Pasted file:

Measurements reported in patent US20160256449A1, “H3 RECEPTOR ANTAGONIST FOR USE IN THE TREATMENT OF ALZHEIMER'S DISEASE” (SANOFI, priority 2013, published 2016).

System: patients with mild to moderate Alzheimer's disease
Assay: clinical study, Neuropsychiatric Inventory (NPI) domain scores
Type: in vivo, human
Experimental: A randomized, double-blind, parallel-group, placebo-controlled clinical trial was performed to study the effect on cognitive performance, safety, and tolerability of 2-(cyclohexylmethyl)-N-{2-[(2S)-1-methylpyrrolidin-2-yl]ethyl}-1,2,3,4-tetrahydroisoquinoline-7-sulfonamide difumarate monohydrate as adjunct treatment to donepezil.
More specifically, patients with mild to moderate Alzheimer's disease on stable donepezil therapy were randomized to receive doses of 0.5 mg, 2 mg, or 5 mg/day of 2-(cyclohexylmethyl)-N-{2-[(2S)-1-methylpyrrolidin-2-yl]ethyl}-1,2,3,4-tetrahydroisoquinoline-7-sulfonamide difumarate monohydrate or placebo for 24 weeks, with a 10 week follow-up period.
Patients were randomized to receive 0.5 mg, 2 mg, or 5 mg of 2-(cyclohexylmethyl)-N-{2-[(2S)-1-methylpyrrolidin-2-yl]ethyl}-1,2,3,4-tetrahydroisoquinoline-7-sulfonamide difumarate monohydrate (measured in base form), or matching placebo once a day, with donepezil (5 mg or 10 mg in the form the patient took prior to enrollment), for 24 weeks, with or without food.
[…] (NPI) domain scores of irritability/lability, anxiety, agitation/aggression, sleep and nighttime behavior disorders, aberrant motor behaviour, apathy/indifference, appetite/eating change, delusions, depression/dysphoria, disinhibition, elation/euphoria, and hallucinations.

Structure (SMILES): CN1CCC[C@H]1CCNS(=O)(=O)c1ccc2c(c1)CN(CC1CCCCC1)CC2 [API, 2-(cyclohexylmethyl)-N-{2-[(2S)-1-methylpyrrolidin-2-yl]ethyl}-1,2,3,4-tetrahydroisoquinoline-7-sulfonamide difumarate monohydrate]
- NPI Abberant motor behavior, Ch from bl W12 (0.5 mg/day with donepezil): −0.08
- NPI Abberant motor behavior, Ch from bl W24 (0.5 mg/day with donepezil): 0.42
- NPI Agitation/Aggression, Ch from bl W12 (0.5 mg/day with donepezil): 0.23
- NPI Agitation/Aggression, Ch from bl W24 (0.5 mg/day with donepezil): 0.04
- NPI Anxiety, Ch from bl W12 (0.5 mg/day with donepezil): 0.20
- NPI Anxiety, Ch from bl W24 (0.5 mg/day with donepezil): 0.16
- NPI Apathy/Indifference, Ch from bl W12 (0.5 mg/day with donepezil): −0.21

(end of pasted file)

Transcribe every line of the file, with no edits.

Measurements reported in patent US20160256449A1, “H3 RECEPTOR ANTAGONIST FOR USE IN THE TREATMENT OF ALZHEIMER'S DISEASE” (SANOFI, priority 2013, published 2016).

System: patients with mild to moderate Alzheimer's disease
Assay: clinical study, Neuropsychiatric Inventory (NPI) domain scores
Type: in vivo, human
Experimental: A randomized, double-blind, parallel-group, placebo-controlled clinical trial was performed to study the effect on cognitive performance, safety, and tolerability of 2-(cyclohexylmethyl)-N-{2-[(2S)-1-methylpyrrolidin-2-yl]ethyl}-1,2,3,4-tetrahydroisoquinoline-7-sulfonamide difumarate monohydrate as adjunct treatment to donepezil.
More specifically, patients with mild to moderate Alzheimer's disease on stable donepezil therapy were randomized to receive doses of 0.5 mg, 2 mg, or 5 mg/day of 2-(cyclohexylmethyl)-N-{2-[(2S)-1-methylpyrrolidin-2-yl]ethyl}-1,2,3,4-tetrahydroisoquinoline-7-sulfonamide difumarate monohydrate or placebo for 24 weeks, with a 10 week follow-up period.
Patients were randomized to receive 0.5 mg, 2 mg, or 5 mg of 2-(cyclohexylmethyl)-N-{2-[(2S)-1-methylpyrrolidin-2-yl]ethyl}-1,2,3,4-tetrahydroisoquinoline-7-sulfonamide difumarate monohydrate (measured in base form), or matching placebo once a day, with donepezil (5 mg or 10 mg in the form the patient took prior to enrollment), for 24 weeks, with or without food.
[…] (NPI) domain scores of irritability/lability, anxiety, agitation/aggression, sleep and nighttime behavior disorders, aberrant motor behaviour, apathy/indifference, appetite/eating change, delusions, depression/dysphoria, disinhibition, elation/euphoria, and hallucinations.

Structure (SMILES): CN1CCC[C@H]1CCNS(=O)(=O)c1ccc2c(c1)CN(CC1CCCCC1)CC2 [API, 2-(cyclohexylmethyl)-N-{2-[(2S)-1-methylpyrrolidin-2-yl]ethyl}-1,2,3,4-tetrahydroisoquinoline-7-sulfonamide difumarate monohydrate]
- NPI Abberant motor behavior, Ch from bl W12 (0.5 mg/day with donepezil): −0.08
- NPI Abberant motor behavior, Ch from bl W24 (0.5 mg/day with donepezil): 0.42
- NPI Agitation/Aggression, Ch from bl W12 (0.5 mg/day with donepezil): 0.23
- NPI Agitation/Aggression, Ch from bl W24 (0.5 mg/day with donepezil): 0.04
- NPI Anxiety, Ch from bl W12 (0.5 mg/day with donepezil): 0.20
- NPI Anxiety, Ch from bl W24 (0.5 mg/day with donepezil): 0.16
- NPI Apathy/Indifference, Ch from bl W12 (0.5 mg/day with donepezil): −0.21